It’s funny how we spend years developing and discovering who we are. Often it starts early as toddlers declare with gusto ‘no!’ with repetitive monotony, which further solidifies in the early teenage years and the discovery that indeed, parents aren’t the boss of you (so i’ll sneak out and go to that party!).

I exist in many circles, all of which have some bearing on my identity and how I see myself in the world. There have been times when all I cared about is being fit and fast, however the wisdom of age and inevitable responsibilities of life that creep up on us all have meant my time is shared with other very important parts of my life that also inform who I am; time as a parent, time as a partner, time as an emergency service worker, time as a freelance writer and a coach.

The title of this post is a misnomer, firstly because it doesn’t state what type of human I am imploring one to be, and secondly, because to err is human so anything goes…right?

Well…not quite. I am speaking about ethics more broadly, and relating to bike racing in particular. The longer I work in emergency services, the greater the grey area becomes in what constitutes being ‘good’. Indeed, life isn’t easily compartmentalised into black and white binaries, which can be difficult for people to process. My job has taught me that all people are faulty, but that doesn’t mean they are bad…just ‘human’. In fact I can honestly say I think I have only met one truly ‘bad’ human, amongst many prisoners and others who would typically be put in the discard box.

I believe it’s important to emphasise to people within the mountain biking community in particular, and in broader society, that being a ‘good human’ is a valuable asset. The mountain biking community has grown from a small group of very inclusive dudes on klunkers to a slightly larger bunch of people of all shapes and sizes riding anything from $200 K-mart bikes to $13,000 halo bikes. With growth comes diversity, and that’s not a bad thing. What can be not-so-good is when riders in the community lose sight of the bigger picture, and the reason mountain bikes exist at all (mates fangin’ around in the bush).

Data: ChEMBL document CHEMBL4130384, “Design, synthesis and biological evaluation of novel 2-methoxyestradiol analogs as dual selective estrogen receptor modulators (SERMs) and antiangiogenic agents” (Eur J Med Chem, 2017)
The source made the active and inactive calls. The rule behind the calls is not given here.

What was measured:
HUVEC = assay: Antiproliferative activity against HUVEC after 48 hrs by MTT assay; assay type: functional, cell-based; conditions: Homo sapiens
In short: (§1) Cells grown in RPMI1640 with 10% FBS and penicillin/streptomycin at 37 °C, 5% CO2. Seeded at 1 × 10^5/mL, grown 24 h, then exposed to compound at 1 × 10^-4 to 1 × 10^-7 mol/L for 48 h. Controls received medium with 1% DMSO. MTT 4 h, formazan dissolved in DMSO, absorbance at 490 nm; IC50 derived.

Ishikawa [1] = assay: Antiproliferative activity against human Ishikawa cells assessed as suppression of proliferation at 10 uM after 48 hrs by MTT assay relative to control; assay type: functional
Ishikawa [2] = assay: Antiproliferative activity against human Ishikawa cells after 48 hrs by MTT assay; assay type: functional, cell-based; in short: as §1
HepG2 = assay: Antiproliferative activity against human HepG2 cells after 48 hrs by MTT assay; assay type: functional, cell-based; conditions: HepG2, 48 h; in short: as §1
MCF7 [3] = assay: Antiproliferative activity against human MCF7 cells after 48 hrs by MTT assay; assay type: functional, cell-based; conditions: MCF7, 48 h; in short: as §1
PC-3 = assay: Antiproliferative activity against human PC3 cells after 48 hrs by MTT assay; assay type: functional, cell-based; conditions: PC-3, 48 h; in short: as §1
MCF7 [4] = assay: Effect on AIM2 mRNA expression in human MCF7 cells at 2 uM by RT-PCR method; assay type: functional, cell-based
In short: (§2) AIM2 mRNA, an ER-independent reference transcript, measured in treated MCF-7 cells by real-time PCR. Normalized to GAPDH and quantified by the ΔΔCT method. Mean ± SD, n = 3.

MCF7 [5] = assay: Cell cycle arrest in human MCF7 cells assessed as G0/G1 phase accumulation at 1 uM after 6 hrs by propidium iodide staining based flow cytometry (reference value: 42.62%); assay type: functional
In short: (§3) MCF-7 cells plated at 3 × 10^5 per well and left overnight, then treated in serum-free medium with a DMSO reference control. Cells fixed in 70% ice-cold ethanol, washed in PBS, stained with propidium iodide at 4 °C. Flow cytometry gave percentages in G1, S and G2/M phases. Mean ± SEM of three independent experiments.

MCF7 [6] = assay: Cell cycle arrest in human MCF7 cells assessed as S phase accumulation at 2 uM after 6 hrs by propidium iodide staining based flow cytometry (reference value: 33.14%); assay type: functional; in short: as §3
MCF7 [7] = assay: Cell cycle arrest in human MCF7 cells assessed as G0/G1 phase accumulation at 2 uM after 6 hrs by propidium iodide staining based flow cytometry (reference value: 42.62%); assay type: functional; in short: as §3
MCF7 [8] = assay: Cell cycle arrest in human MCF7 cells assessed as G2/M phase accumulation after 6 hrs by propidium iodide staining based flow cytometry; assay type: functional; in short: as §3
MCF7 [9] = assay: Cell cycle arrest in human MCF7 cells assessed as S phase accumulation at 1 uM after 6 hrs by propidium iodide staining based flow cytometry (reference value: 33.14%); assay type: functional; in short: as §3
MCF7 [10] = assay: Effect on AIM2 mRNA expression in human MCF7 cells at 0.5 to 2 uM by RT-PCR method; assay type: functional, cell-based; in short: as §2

We have a wicked race scene up here in Queensland that, quite frankly, puts the National Series to shame with its accessibility, inclusiveness and participation. The problem both at local and larger events, emerges when we become so wrapped up in reinforcing parts of our identity that we feel are important to us “must race bikes, must not stop, must win bike race” at the expense of acting like a good human. Does anyone really care that you came 5th in B-grade in a local club race, except maybe your mum? (even then she may well be feigning interest).

If you pass a small child who has crashed and is crying in the bushes during a bike race, I know as well as anyone that you’re riding at threshold, your respiratory rate is 30+, and capacity for decision making is small. Do you stop? Ask if they’re ok? Keep riding?

What if you’re racing a local criterium and hear the snap, crackle and pop of carbon frames everywhere happen beside you?

In the end, we’re all just faulty humans living in the grey-zone, but I implore riders to think back to the camaraderie, good-will and spirit of the sport which is the reason many of us were drawn to mountain biking anyway, and make a choice to be the best human they can be. Because when it comes down to it, our identity is built upon our very earliest teachings of ethics (don’t steal, be polite, do unto others etc), and without that, does the other stuff really matter?

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